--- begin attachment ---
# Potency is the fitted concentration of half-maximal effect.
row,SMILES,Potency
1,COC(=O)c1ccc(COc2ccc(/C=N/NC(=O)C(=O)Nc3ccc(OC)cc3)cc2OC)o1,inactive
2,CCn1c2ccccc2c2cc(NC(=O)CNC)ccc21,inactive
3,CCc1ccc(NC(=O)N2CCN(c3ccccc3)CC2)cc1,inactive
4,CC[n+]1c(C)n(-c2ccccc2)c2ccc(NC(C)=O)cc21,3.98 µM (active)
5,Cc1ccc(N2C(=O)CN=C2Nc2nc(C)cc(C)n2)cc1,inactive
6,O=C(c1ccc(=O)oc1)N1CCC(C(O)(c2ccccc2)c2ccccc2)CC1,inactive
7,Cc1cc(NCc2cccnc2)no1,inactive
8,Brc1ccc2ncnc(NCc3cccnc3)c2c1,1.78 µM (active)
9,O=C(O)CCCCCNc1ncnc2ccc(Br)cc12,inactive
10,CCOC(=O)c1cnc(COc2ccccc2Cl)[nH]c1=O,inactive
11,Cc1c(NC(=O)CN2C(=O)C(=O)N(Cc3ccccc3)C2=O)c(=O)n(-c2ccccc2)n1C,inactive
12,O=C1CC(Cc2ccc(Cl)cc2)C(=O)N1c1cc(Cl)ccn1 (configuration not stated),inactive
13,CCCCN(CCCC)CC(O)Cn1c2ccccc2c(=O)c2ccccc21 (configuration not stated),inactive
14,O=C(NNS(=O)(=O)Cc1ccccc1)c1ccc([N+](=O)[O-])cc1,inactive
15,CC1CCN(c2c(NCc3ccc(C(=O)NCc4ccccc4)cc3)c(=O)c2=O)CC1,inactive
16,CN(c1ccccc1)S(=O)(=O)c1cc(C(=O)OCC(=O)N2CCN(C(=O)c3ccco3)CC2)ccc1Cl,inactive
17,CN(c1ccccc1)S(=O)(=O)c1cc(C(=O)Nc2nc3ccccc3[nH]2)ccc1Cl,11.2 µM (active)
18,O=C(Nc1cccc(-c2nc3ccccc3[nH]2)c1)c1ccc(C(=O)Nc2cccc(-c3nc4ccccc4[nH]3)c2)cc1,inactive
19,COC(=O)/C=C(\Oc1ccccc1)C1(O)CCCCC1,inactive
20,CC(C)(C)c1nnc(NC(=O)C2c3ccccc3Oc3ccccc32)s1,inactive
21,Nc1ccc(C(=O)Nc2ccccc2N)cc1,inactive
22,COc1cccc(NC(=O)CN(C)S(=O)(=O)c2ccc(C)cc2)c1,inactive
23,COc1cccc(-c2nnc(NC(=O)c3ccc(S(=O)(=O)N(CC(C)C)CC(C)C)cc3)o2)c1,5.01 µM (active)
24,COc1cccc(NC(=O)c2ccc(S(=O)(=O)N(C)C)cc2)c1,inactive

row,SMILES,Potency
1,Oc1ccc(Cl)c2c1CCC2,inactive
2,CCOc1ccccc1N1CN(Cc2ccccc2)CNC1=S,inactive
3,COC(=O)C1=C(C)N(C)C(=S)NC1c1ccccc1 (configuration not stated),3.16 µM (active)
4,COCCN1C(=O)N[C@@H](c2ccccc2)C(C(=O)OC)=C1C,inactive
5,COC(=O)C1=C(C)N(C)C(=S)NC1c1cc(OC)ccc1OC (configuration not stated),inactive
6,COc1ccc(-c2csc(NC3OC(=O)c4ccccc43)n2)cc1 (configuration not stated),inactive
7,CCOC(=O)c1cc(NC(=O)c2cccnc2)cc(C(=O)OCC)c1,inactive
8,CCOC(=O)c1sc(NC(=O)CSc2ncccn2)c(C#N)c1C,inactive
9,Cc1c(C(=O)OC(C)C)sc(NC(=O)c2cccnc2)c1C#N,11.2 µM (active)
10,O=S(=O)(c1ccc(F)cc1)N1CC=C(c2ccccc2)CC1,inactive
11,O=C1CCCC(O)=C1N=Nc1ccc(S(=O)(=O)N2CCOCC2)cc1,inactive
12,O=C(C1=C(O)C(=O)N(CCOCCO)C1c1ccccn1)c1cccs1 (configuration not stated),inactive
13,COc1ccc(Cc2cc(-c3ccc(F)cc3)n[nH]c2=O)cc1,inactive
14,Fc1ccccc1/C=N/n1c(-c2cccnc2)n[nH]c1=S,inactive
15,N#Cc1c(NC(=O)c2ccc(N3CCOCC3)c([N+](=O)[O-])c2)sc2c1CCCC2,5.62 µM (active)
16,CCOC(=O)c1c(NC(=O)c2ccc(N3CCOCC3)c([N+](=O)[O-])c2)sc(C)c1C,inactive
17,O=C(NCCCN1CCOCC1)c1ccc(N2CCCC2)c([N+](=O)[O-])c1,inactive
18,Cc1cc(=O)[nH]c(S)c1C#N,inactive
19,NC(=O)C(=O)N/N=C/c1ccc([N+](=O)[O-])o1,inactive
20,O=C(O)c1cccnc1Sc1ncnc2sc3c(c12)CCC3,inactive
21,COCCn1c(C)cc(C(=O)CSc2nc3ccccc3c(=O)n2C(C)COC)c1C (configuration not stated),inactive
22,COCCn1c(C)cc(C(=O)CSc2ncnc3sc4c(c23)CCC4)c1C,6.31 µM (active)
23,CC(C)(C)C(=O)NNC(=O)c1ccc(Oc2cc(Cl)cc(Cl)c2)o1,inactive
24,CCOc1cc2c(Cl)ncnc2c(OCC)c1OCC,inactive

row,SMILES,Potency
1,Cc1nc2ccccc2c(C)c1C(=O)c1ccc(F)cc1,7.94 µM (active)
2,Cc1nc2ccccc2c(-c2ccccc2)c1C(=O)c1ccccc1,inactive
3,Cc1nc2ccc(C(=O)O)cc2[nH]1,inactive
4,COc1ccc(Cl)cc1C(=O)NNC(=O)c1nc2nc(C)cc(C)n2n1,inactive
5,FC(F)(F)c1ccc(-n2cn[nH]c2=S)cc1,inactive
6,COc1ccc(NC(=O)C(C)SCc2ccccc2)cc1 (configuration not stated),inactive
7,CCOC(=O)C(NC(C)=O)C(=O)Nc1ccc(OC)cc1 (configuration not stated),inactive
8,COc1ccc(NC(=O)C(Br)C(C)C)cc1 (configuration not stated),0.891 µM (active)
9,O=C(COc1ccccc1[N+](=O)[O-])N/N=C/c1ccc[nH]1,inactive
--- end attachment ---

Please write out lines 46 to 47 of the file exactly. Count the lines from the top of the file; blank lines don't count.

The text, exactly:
19,NC(=O)C(=O)N/N=C/c1ccc([N+](=O)[O-])o1,inactive
20,O=C(O)c1cccnc1Sc1ncnc2sc3c(c12)CCC3,inactive